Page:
Before we take a look at our Russian Caravan’s taste profile, let’s have a look at how this drink would have been, or still is drunk in Russia using a Samovar.

Samovar is a Russian word meaning ‘self cooking’ or ‘self boiling’. In the base chamber, the water is consistently kept very hot and just below the boil. In a more traditional samovar, fire cones or coals are kept in a tube or pipe that runs right the way through the centre. Modern versions have an electrical element instead. A teapot is kept on the top and this part will contain a very strongly brewed tea. In here, the Russian Caravan is sometimes stewed for hours resulting in a strong black syrup-like brew. You then mix this syrup with a bit of hot water from the samovar. Et voila, a cup of traditionally prepared Russian Caravan tea.

This Tea has been sourced by Master Tea Blender/Buyer Andrew Whittingham

Andrew has travelled all over the world sourcing teas, herbs and spices. His blends reflect the memories of those travels and the people he met.

What do you love about your job?

Two things stand out for me: tasting tea is a real delight, and meeting with the various producers who have a real passion for their teas.

How did you learn all about the intricacies and flavours of tea?

Much of the tea knowledge and understanding is passed down from generation to generation of tea buyers – I have learnt from fellow tea buyers, but also from spending many years travelling the world talking and tasting with farmers, tea producers and tea tasters. Tasting at origin with the people that nurture the plants really helps you understand the care and passion that goes into producing a great tasting tea.

Tasting Notes and Flavour Wheel: Look – Smell – Taste

The ingredients of this Russian Caravan blend have been rolled using the traditional orthodox method of manufacture which gives a delicate wiry whole leaf look and feel.
 
When you smell and taste your tea, why not use the Twinings flavour wheel and see what aromas and tastes you come up with. First of all, before your nostrils come close to the tea liquor, just smell the back of your hand as this helps to cleanse your palette. As expected from the initial aroma from the infused leaf, the first aroma coming from the infused tea will be the Oolong tea that is letting off that heavy scent.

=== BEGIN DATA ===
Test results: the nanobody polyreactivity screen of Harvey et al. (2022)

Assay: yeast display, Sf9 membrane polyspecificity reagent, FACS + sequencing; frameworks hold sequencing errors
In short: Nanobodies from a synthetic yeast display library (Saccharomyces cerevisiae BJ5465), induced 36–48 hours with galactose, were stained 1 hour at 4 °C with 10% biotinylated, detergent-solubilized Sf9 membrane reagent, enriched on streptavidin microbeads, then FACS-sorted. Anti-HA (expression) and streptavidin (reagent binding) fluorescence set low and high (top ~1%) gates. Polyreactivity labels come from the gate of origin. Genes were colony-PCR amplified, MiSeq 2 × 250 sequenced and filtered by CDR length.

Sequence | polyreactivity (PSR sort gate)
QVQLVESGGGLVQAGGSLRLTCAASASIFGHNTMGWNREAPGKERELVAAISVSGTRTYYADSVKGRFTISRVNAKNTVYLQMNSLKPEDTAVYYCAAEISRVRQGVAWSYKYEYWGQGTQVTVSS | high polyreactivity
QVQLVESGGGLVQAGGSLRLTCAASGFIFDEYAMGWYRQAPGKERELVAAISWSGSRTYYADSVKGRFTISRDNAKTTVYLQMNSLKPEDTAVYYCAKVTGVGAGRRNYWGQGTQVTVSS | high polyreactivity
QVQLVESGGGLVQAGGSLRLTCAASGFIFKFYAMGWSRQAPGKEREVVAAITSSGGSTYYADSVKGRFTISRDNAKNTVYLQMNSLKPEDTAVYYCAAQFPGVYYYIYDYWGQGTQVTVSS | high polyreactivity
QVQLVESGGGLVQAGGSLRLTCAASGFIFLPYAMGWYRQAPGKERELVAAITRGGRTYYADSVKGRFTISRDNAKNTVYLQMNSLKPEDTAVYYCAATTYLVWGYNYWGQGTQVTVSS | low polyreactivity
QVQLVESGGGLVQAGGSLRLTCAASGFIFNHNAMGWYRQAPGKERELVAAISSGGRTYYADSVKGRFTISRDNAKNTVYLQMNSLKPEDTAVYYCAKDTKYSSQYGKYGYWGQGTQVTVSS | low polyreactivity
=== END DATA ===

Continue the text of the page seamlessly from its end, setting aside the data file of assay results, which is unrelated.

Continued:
Pouring the tea into your cup you will notice a beautiful golden hue coming from the liquor just like the warm golden colour of Californian sunshine.
 
A taste best described as a "savoury smoothness" permeates this tea, yet the tea is unmistakably Keemun - like Yunnan but "nuttier" - first and foremost. It is a powerful mouth experience, not so much in the head but in the main body of the drink. A couple of seconds after entering through the lips, we’re getting a nice feeling around the jaw and cheeks. This tea produces a bright coppery and amber coloured liquor and creates an unforgettable light brew with hints of honey sweetness. If you add milk, the liquor turns pinkish in colour.

Teaware Pairing

This tea is best served in glass teaware or in this stunning five piece Emperor's Bird tea set by Alison Appleton inspired by memories of Hans Christian Andersen's tale of the Emperor and the Nightingale.

This bestselling set comprising of four cups and a teapot with integral stainless steel filter is made from De Hua porcelain and black clay. The clay gives the appearance of cast iron but without the weight. The teapot is finished with a beautifully decorated porcelain lid. The four cups are also made from black clay and porcelain with decorative detail on the inlay.

The timeless tea set is presented in a beautiful Alison Appleton gift box and makes a wonderful gift for any tea connoisseur